• id
  • username
  • 2009-06-15
  • Latvia
  • Ventspils University College
  • Translation Studies Faculty
  • Janis Silis
  • Professor of Comparative and Contrastive Linguistics
  • Yves Gambier
  • The answers apply only to VUC, but are typical for Latvia’s higher-education system in general.
  • The degree is not officially devoted to Translation Studies, since this discipline is non-existent in the official nomenclature of scientific disciplines approved by Latvia Council of Science ( The degree is one of subdisciplines of linguistics – in our case, either Doctor of Philology in Applied Linguistics or Doctor of Philology in Comparative and Contrastive Linguistics.
  • 3 years for full time and 4 years for part time doctoral students.
  • No.
  • Master’s degree in humanities, social sciences or educational sciences, higher philological education on either Bachelor of Master level.
  • A student can come into TS from the field of humanities, social sciences or educational sciences.
  • Applicants must submit a 10-15 p. long research paper or a set of publications of similar length on a topical problem of the chosen linguistic subdiscipline (e.g. Translation Studies). Applicants are then interviewed concerning the topic of the submitted paper. Proposals for a PhD are accepted by the Council of the Doctoral Study Programme. Students are free to choose their research topics.
  • See the criteria above. In addition factors like motivation, competence and type of previous studies is taken into consideration.
  • Ls 1988.31 or EUR 2829.11 annually. Ministry of Education and Science this year is paying monthly scholarships of Ls 300-500 (EUR 426-711) to the doctoral students of sciences (sciences being Latvia’s national strategic priority). Annually it is EUR 5112-8532.
  • Volume of the doctoral programme is 180 ECTS:
    1) Theoretical studies – 34.5 ECTS, out of which
    16.5 ECTS are allotted to study courses of obligatory choice (Part A): courses in Linguistic theories and methods ( ECTS), research workshops (4.5 ECTS), examination in General Linguistics (3 ECTS).
    18 ECTS are allotted to study courses of limited choice (Part B): subdiscipline specialisation modules (e.g., Translation Studies) – 9 ECTS, second language for research purposes – 6 ECTS, examination in speciality matters and a second language examination – 3 ECTS.
    2) Enhancement of research, organisational and academic competences – 10.5 ECTS.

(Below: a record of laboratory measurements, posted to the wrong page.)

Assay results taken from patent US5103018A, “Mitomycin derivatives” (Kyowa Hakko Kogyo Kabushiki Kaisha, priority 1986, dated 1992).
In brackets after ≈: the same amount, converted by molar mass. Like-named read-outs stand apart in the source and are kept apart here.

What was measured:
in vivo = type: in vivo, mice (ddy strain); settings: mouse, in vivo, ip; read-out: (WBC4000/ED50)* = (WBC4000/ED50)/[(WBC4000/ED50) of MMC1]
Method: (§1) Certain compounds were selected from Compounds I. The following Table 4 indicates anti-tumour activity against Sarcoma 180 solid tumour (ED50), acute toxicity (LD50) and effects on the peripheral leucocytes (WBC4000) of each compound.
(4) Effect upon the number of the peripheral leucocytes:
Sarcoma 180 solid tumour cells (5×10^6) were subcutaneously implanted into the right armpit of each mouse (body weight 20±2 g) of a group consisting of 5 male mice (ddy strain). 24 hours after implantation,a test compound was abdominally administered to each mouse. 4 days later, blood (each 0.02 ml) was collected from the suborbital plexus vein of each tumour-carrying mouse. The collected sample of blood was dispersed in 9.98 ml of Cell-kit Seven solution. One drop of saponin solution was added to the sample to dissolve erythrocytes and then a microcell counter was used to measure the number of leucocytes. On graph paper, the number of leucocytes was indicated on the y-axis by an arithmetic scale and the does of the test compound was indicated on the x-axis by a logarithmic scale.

3) Research work – 135 ECTS: presentations, papers read at international conferences, publications – 6 ECTS, doctoral dissertation – 129 ECTS.

    Courses are organised in the form of lectures, seminars, workshops, colloquiums, conferences (including internal conferences of the programme’s students), research projects, consultations with the supervisors and other academics, as well as independent studies.
  • Theoretical courses are required (34.5 ECTS, for more details see the previous point). Attendance is both before and during the research work.
  • Students have to participate in international, national and local research projects, as well as in a definite number of seminars and international conferences.
  • Length of the text (not counting bibliography and annexes) – minimum 120 A4 pages, but not much more than 200 A4 pages. Languages: Latvian or any other language of the EU.
  • Studies and research abroad is encouraged, but is not backed by definite centralised funding.
  • PhDs (Associate Professors and “full” Professors) in the concrete subdiscipline. Supervisors can come from a different university or country, but usually there is also a “native” supervisor – therefore joint supervision is possible and is practiced from time to time. The role of a supervisor in our programme will be defined in a special document, as we start this autumn or early next calendar year.
  • See the previous point.
  • Officially there is/are one/two supervisors, but we plan to involve all academics of the programme to offer a piece of advice.
  • One local and 2 external referees at the public defence, pre–publication evaluation by editorial boards of research articles’ collections, public defence and 3 examinations (viva), grades (10 – outstanding, 9 – excellent, 8 – very good, 7 – good, 6 – almost good, 5 – average, 4 – almost average, 3 – poor, 2 – very poor etc.).
  • Articles before the final defence (there is also the so-called “pre-defence” or preliminary evaluation of the PhD dissertation at the Defence Council) are obligatory, and a certain number of them must be in regular publications approved by the Latvia Council of Science. Dissertation so far had to be submitted in the form of a manuscript (A4 pages, hard cover).
  • This is a matter of a detailed study which has not yet been done in Latvia, therefore I would not like to offer inconsiderate conclusions at the moment.
  • Yes, but mostly in Latvian (except English overviews of the PhD programmes for the needs of international experts’ teams when evaluating the programmes for accreditation (these can be obtained at Higher Education Quality Evaluation Centre).